Trump endorsement in battleground state another victory for Senate Republican campaign chair

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Former President Trump made a last minute endorsement in battleground Nevada’s Republican Senate nomination race.

“Sam Brown is a fearless American patriot,” the former president wrote in a social media posting Sunday night, hours before Tuesday’s primary in the key western swing state. “As your next Senator, Sam will fight tirelessly to secure our Border, end Migrant Crime, stop Inflation, grow our Economy, STRONGLY SUPPORT OUR GREAT MILITARY/VETS.”

Trump’s endorsement, a couple of hours after he headlined a rally in Las Vegas, cements Brown’s status as the frontrunner in a crowded GOP primary field in the fight to face off with Democratic Sen. Jackie Rosen in November in a race that may determine if Republicans win back the Senate majority.


Donald Trump

Former President Trump, the presumptive Republican presidential nominee, speaks during a campaign rally at Sunset Park in Las Vegas on June 9, 2024. (JIM WATSON/AFP via Getty Images)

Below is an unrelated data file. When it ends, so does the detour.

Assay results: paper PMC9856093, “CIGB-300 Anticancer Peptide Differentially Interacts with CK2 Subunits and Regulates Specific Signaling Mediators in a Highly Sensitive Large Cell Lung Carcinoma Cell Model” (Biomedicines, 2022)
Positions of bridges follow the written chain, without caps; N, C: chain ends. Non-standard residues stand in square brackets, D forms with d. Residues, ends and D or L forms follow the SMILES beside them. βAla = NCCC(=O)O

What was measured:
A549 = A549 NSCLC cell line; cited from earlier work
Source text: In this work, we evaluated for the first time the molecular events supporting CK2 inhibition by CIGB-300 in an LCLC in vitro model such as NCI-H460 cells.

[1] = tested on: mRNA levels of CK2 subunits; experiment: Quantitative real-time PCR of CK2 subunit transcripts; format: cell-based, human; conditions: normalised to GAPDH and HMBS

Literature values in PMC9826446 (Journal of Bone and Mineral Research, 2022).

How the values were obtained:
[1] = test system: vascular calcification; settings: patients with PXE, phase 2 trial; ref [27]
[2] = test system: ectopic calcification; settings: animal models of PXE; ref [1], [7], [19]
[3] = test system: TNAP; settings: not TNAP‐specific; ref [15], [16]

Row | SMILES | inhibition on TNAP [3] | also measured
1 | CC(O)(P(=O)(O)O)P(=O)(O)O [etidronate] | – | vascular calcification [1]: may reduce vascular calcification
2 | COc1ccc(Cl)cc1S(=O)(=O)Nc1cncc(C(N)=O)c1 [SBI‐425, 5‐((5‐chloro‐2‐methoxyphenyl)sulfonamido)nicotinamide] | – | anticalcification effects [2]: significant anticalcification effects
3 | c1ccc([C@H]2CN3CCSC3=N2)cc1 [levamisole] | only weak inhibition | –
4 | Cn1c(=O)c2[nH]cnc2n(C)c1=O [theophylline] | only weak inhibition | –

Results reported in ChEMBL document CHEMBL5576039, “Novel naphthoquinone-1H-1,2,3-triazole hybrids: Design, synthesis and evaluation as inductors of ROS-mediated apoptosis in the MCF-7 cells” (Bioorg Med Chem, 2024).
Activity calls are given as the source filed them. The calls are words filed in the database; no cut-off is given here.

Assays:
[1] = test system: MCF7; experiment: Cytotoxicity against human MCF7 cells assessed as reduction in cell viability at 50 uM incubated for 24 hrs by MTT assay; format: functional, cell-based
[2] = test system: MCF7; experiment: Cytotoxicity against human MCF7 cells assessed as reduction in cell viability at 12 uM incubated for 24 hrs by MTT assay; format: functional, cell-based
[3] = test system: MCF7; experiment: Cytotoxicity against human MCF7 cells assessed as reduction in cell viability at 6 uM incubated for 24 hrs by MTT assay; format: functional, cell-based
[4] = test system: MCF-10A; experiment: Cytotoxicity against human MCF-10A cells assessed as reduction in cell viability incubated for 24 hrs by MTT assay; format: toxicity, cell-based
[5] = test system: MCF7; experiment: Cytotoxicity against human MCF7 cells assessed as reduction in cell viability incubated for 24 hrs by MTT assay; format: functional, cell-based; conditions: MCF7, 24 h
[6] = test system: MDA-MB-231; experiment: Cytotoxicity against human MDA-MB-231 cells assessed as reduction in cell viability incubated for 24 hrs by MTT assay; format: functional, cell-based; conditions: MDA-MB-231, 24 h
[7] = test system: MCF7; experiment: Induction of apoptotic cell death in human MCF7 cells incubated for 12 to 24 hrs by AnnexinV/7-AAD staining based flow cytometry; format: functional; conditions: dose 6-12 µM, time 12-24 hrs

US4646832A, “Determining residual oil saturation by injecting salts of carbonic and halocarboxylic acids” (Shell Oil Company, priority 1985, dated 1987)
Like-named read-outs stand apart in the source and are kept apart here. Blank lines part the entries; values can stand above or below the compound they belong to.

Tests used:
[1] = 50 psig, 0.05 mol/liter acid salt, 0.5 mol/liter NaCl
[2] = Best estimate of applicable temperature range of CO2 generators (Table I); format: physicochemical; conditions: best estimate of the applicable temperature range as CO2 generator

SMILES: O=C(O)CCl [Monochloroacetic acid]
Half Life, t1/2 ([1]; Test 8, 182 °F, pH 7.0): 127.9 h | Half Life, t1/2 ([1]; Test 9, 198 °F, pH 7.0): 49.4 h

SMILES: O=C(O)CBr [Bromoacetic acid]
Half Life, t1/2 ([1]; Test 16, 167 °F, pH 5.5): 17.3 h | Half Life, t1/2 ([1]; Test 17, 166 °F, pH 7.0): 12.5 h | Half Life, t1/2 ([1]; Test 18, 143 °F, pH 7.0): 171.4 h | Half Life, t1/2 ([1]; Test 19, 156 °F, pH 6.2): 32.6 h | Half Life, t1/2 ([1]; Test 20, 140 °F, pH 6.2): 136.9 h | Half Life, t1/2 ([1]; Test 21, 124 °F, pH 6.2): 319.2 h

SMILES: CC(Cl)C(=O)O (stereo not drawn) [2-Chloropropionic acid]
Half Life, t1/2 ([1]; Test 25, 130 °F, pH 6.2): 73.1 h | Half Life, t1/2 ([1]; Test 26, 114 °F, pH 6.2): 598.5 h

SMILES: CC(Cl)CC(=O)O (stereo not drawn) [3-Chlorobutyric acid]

The endorsement was also a victory for GOP Sen. Steve Daines of Montana, the chair of the National Republican Senatorial Committee (NRSC), which is the Senate GOP’s campaign arm. It is the latest example of the seemingly strong alliance Daines has forged with Trump to shape the 2024 Senate map in key races across the country, including in states that will be instrumental in shaping both the Senate and presidential elections.

“I’m asking him to endorse Sam Brown. Yeah. And I think that’s very close,” Daines predicted in an interview with Fox News’ Aishah Hasnie a week ago. “He likes Sam Brown a lot. I’m confident you’re going to see President Trump endorse Sam Brown in the near future.”